Skip to content
Insight and commentary on qui tam law in Oregon

Bogus Basements and Fake Foundations: The $100 Million Hurricane Katrina Whistleblower Case

Qui tam whistleblower exposes the Archdiocese of New Orleans, Xavier University, and New Orleans public school system
October 28, 2023

Qui tam cases are not limited to healthcare fraud. In fact, the false claims act was originally passed to respond to widespread fraud in the procurement of weapons and materials for the Union Army. The Union Army would contract for horses and get donkeys instead.

Dante’s eighth circle is reserved for fraudsters, and you wouldn’t think it gets much worse than defrauding the army that is literally fighting slavery.

The Archdiocese of New Orleans, Xavier University, Dillard University, the New Orleans public school system, and AECOM (an engineering firm) to Civil War profiteers: hold my beer. AECOM apparently came up with a scheme to cheat Hurricane Katrina victims out of hundreds of millions of dollars meant to replace and rebuild buildings destroyed by the hurricane.

The scheme: AECOM — which helped institutions prepare estimates of the damage Katrina caused in order to qualify for federal “public assistance” grants — took advantage of a FEMA policy called the “50% Rule.” AECOM, along with these institutions, manipulated repair and replacement estimates so FEMA would pay for full replacement of a facility when it should have paid only for much less expensive repairs. In other cases, the Archdiocese and others inappropriately added millions of dollars to the cost estimates for building replacement, thereby substantially increasing the funding that FEMA paid.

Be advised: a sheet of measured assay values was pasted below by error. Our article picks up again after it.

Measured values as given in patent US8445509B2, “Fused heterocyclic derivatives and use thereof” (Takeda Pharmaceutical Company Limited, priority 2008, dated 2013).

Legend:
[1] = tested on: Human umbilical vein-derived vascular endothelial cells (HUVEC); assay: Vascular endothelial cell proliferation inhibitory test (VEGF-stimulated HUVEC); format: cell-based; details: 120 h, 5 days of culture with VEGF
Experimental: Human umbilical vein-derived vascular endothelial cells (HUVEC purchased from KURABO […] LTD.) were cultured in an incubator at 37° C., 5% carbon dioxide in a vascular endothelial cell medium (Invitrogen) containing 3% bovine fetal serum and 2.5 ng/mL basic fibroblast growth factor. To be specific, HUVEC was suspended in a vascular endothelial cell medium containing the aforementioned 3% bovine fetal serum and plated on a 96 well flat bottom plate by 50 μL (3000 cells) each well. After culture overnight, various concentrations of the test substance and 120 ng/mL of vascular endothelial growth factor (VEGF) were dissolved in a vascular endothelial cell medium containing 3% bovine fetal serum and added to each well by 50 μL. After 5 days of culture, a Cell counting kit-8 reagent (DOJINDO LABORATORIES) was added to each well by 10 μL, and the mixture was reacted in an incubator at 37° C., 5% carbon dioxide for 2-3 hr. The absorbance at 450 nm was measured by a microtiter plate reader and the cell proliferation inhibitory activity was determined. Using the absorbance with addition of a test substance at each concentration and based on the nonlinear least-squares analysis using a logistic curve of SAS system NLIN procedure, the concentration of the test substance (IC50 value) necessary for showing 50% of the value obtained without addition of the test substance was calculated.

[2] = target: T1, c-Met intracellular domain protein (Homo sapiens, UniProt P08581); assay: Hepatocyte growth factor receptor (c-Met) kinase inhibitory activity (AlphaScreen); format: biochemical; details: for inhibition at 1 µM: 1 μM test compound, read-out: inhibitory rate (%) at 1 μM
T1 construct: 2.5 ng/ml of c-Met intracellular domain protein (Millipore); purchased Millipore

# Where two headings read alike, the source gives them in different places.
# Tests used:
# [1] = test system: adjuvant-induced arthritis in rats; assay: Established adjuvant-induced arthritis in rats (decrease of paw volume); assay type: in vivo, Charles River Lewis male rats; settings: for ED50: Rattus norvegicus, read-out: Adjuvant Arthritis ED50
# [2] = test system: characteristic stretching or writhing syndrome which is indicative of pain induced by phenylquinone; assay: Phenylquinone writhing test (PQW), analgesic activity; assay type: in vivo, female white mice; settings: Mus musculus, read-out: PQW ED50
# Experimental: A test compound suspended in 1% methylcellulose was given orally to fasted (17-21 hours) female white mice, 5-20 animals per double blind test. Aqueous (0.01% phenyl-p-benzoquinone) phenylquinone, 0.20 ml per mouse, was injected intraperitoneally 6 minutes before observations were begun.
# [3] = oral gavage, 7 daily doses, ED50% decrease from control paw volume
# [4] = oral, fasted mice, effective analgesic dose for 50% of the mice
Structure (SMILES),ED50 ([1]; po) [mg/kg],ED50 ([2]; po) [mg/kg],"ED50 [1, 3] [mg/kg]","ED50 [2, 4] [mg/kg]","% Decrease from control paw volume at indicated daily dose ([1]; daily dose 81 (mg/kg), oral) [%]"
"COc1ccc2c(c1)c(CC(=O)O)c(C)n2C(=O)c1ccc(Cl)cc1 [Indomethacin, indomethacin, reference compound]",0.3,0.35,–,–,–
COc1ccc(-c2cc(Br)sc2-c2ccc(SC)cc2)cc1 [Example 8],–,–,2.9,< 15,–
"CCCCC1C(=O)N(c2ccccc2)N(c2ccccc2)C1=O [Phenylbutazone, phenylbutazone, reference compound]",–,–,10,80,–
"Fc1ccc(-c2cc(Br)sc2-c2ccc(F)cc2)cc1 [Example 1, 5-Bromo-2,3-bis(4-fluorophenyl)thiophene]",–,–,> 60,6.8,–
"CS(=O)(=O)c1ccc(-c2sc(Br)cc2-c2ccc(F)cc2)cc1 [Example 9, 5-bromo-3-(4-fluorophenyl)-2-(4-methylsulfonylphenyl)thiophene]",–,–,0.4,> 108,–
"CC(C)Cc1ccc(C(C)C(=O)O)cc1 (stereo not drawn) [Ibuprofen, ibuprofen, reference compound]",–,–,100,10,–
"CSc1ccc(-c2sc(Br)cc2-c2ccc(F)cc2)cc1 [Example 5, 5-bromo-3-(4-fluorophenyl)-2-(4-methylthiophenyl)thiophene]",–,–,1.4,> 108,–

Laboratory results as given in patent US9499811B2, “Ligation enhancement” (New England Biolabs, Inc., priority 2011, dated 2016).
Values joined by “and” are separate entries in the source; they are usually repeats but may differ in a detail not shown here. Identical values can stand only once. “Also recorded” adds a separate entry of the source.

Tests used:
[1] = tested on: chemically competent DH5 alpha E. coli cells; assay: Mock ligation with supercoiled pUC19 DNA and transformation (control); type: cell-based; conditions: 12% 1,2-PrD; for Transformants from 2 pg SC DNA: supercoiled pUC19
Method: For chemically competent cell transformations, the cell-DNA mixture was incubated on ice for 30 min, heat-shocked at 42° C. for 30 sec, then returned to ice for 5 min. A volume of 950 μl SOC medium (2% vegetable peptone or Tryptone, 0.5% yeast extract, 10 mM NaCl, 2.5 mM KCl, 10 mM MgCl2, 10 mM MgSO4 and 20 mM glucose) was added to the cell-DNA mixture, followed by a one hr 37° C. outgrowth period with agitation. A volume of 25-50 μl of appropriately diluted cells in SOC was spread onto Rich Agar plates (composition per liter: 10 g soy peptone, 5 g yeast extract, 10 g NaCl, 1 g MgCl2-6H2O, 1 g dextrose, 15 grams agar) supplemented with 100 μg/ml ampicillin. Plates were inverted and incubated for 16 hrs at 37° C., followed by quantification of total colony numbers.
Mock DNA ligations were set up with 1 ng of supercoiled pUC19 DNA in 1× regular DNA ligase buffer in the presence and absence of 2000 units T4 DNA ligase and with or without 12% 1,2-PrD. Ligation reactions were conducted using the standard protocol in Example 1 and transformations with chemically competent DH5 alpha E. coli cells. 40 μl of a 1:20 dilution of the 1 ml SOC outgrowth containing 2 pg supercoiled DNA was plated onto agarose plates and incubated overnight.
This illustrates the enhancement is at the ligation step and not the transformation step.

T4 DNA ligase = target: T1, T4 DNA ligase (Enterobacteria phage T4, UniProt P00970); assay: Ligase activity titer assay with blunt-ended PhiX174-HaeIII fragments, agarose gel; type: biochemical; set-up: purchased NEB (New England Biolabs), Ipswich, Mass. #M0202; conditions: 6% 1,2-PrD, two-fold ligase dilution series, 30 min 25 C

Xavier claimed damage to a gymnasium slab and claims of damage to the basement of the student center, which had no basement.

The Archdiocese, after declaring bankruptcy due to the coronavirus pandemic and a flood of lawsuits over alleged molestation by priests, collected about $46 million in overpayments from FEMA. The largest chunk of that, more than $36 million, was paid out after the archdiocese claimed that the four top floors of two assisted-living centers had been catastrophically damaged when that was not true. Wonder if Dante would have to create a new circle for stacking fraud on top of molestation?

AECOM had to provide pictures of the damage it was repairing to FEMA. When they couldn’t use any real pictures–for example, because the basement they were repairing didn’t exist–it downloaded pics from the internet. Sure, there’s lots of pictures of Katrina-related damage on the internet, you know, because there was lots of damage that needed to be fixed. Very little need to make up fake damage.

The whistleblower: Robert Romero, a former project manager for the engineering firm, AECOM. Romero reported the fraud, perpetrated by his supervisor. In a twist from the typical version of events, AECOM fired the supervisor and asked Romero to look into the fraud. Score +1 for AECOM. Romero did as asked and reported back to AECOM’s management his suspicion that the supervisor had engaged in widespread fraud. In response…and this is critical…AECOM did nothing. Score -$100 million for AECOM. For his trouble, Romero will get more than $2.4 million. Good for him.

If you think you have seen fraud at your workplace, feel free to reach out: We can help.